For Brand Growth, It’s All About the Mind of the Customer

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By: Dr. David Bridwell, People Scientist and Jake McKenzie, Chief Executive Officer

Mature companies go through many steps as they progress from startup to maturity. Although each company is different as they grow, one underlying truth seems to remain the same—what got you here won’t get you there.

This means that the strategies and tactics that companies use in the beginning won’t continue to be the most effective strategies as companies grow from startup to maturity.

In the beginning, many companies start by focusing on a narrow market. For example, they begin by sampling their products and calling prospects. This gets them in the door in the beginning for quick sales, but these techniques won’t scale and sustain growth. That’s when mass marketing and branding play a key role.

How can you determine which phase of growth you’re in? The biggest difference between startup and mature brands is the difference in the way the brand is seen by the customer. In the startup phase the customer’s experience of the brand is more directly tied to the product itself and the product is often differentiated by fulfilling a need not met by the more established brands.

During this initial startup phase, the customer might make subconscious attempts at defining the category of the product, since we use our prior knowledge to help us process new information. If we take Red Bull as an example, when customers were first exposed to Red Bull they might have perceived it as a soda or an alternative to coffee. As the Red Bull brand grew and became more cohesive they were able to establish their brand within their own distinct category of “energy drinks”. Red Bull were able to brand themselves within a new category which provided a quick path to growth and brand maturity.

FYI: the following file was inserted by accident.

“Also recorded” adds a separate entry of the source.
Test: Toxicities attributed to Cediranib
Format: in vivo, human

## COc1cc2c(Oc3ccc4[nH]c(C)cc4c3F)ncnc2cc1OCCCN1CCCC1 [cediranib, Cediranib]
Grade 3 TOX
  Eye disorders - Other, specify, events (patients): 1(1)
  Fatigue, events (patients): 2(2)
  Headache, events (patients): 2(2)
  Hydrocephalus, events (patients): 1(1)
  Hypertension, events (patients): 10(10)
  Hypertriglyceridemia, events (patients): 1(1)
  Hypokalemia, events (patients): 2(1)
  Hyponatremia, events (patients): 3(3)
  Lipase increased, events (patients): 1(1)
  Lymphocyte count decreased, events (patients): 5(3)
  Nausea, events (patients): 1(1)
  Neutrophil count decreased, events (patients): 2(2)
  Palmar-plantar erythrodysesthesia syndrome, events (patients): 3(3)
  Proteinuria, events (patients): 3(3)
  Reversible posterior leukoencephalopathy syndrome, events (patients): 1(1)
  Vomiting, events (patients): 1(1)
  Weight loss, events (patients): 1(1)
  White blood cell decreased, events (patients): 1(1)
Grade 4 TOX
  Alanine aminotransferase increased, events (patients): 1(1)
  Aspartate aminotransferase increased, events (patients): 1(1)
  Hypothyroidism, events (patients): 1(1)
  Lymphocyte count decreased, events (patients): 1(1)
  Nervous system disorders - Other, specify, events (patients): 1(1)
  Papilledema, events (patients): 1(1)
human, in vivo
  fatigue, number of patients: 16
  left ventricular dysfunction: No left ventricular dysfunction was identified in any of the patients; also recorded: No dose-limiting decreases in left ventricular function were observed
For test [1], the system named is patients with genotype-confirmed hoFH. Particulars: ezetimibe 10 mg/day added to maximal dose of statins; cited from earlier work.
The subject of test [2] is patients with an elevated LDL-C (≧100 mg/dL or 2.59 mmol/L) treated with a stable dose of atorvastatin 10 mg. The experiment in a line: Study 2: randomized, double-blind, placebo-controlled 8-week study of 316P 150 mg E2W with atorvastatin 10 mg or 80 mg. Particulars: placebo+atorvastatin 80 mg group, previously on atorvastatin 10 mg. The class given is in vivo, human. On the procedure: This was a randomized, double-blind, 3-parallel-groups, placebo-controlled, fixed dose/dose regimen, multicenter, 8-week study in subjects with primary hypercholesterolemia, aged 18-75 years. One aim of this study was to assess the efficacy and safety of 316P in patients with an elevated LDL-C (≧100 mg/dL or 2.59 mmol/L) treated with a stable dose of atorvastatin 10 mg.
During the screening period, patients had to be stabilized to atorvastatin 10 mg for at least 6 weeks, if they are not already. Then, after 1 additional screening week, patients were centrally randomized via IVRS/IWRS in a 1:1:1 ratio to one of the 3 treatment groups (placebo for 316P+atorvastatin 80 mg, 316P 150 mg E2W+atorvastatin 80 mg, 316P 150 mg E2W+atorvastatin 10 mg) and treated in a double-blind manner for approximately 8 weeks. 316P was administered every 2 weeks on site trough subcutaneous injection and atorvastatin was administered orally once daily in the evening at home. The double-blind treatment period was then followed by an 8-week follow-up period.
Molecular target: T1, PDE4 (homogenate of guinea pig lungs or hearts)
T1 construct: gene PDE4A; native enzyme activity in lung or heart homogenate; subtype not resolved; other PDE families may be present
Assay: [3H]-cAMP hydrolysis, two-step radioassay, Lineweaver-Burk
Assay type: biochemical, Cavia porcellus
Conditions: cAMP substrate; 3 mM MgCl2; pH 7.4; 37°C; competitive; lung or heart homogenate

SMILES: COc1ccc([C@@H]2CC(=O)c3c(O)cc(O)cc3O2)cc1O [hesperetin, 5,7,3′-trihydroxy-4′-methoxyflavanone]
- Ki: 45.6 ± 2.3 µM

The Red Bull story tells us defining your category can be one of the early strategies for accelerating growth. Some recent companies that accelerated to a mature level of growth include TikTok and Tesla. These brands are interesting because they show how there are multiple ways to quickly reach brand maturity. TikTok grew in part by pouring at least a billion dollars into advertising while Tesla grew through PR, earned media and the personal brand of their founder Elon Musk.

Overall, it’s important for companies to recognize which phase of growth they’re in so they can adapt their marketing strategies accordingly. This is a million dollar lesson that many companies face when they discover too late that their initial marketing tactics are no longer effective. E-bay is a prime example—they continued pouring marketing dollars into branded search ads even after they’d built a strong enough brand to no longer need them.

Instead, they were able to redirect that money to more effective brand building activities, which more efficiently kept their brand top-of-mind for consumers.

To learn more about the importance of brand and customer psychology in driving marketing growth, check out our webinar How does advertising work. And give us a call at 800-624-9239 or email us at [email protected] to discuss how we can help your brand be top-of-mind for customers.